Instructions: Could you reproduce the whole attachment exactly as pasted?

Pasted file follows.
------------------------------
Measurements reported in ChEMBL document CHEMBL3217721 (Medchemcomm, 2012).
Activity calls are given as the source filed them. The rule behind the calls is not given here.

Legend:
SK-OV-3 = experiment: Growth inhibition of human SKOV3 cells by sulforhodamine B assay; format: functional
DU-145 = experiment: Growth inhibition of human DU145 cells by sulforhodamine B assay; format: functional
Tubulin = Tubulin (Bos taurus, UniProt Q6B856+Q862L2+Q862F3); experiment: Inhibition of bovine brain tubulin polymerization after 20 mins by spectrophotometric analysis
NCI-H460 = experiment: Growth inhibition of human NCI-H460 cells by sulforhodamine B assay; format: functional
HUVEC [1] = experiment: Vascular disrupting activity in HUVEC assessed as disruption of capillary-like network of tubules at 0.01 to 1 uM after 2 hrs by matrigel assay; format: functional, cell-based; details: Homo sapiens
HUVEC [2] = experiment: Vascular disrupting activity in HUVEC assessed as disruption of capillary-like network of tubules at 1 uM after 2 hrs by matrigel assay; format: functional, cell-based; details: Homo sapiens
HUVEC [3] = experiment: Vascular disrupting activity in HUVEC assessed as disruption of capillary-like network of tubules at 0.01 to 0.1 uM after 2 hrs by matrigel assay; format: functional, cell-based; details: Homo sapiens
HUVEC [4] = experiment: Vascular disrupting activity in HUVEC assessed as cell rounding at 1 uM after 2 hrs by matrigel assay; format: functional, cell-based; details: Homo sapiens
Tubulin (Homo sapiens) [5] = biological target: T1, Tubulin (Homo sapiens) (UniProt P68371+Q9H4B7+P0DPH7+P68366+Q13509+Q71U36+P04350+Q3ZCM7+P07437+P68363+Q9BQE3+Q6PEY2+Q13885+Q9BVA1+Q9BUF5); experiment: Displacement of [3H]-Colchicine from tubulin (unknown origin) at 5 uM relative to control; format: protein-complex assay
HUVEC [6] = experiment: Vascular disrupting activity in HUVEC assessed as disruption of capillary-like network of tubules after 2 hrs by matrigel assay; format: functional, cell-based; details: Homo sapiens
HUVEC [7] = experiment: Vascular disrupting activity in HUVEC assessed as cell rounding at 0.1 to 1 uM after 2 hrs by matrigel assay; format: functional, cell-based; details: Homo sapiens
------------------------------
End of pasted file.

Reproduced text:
Measurements reported in ChEMBL document CHEMBL3217721 (Medchemcomm, 2012).
Activity calls are given as the source filed them. The rule behind the calls is not given here.

Legend:
SK-OV-3 = experiment: Growth inhibition of human SKOV3 cells by sulforhodamine B assay; format: functional
DU-145 = experiment: Growth inhibition of human DU145 cells by sulforhodamine B assay; format: functional
Tubulin = Tubulin (Bos taurus, UniProt Q6B856+Q862L2+Q862F3); experiment: Inhibition of bovine brain tubulin polymerization after 20 mins by spectrophotometric analysis
NCI-H460 = experiment: Growth inhibition of human NCI-H460 cells by sulforhodamine B assay; format: functional
HUVEC [1] = experiment: Vascular disrupting activity in HUVEC assessed as disruption of capillary-like network of tubules at 0.01 to 1 uM after 2 hrs by matrigel assay; format: functional, cell-based; details: Homo sapiens
HUVEC [2] = experiment: Vascular disrupting activity in HUVEC assessed as disruption of capillary-like network of tubules at 1 uM after 2 hrs by matrigel assay; format: functional, cell-based; details: Homo sapiens
HUVEC [3] = experiment: Vascular disrupting activity in HUVEC assessed as disruption of capillary-like network of tubules at 0.01 to 0.1 uM after 2 hrs by matrigel assay; format: functional, cell-based; details: Homo sapiens
HUVEC [4] = experiment: Vascular disrupting activity in HUVEC assessed as cell rounding at 1 uM after 2 hrs by matrigel assay; format: functional, cell-based; details: Homo sapiens
Tubulin (Homo sapiens) [5] = biological target: T1, Tubulin (Homo sapiens) (UniProt P68371+Q9H4B7+P0DPH7+P68366+Q13509+Q71U36+P04350+Q3ZCM7+P07437+P68363+Q9BQE3+Q6PEY2+Q13885+Q9BVA1+Q9BUF5); experiment: Displacement of [3H]-Colchicine from tubulin (unknown origin) at 5 uM relative to control; format: protein-complex assay
HUVEC [6] = experiment: Vascular disrupting activity in HUVEC assessed as disruption of capillary-like network of tubules after 2 hrs by matrigel assay; format: functional, cell-based; details: Homo sapiens
HUVEC [7] = experiment: Vascular disrupting activity in HUVEC assessed as cell rounding at 0.1 to 1 uM after 2 hrs by matrigel assay; format: functional, cell-based; details: Homo sapiens